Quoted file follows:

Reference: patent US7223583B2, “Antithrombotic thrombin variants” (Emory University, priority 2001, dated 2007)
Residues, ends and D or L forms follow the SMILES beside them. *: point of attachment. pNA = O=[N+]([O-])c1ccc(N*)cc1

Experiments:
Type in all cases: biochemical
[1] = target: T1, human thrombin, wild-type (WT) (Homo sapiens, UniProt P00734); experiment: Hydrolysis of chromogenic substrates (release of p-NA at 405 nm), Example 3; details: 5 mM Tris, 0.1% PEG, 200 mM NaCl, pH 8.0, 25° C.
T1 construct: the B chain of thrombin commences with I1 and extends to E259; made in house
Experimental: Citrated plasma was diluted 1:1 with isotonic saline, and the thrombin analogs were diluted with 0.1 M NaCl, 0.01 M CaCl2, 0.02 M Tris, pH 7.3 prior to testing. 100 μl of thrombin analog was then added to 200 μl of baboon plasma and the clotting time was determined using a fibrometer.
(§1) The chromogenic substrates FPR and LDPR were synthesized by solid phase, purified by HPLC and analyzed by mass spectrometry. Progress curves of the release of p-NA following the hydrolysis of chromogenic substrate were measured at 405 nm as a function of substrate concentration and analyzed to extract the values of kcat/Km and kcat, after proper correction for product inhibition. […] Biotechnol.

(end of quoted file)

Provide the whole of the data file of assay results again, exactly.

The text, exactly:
Reference: patent US7223583B2, “Antithrombotic thrombin variants” (Emory University, priority 2001, dated 2007)
Residues, ends and D or L forms follow the SMILES beside them. *: point of attachment. pNA = O=[N+]([O-])c1ccc(N*)cc1

Experiments:
Type in all cases: biochemical
[1] = target: T1, human thrombin, wild-type (WT) (Homo sapiens, UniProt P00734); experiment: Hydrolysis of chromogenic substrates (release of p-NA at 405 nm), Example 3; details: 5 mM Tris, 0.1% PEG, 200 mM NaCl, pH 8.0, 25° C.
T1 construct: the B chain of thrombin commences with I1 and extends to E259; made in house
Experimental: Citrated plasma was diluted 1:1 with isotonic saline, and the thrombin analogs were diluted with 0.1 M NaCl, 0.01 M CaCl2, 0.02 M Tris, pH 7.3 prior to testing. 100 μl of thrombin analog was then added to 200 μl of baboon plasma and the clotting time was determined using a fibrometer.
(§1) The chromogenic substrates FPR and LDPR were synthesized by solid phase, purified by HPLC and analyzed by mass spectrometry. Progress curves of the release of p-NA following the hydrolysis of chromogenic substrate were measured at 405 nm as a function of substrate concentration and analyzed to extract the values of kcat/Km and kcat, after proper correction for product inhibition. […] Biotechnol.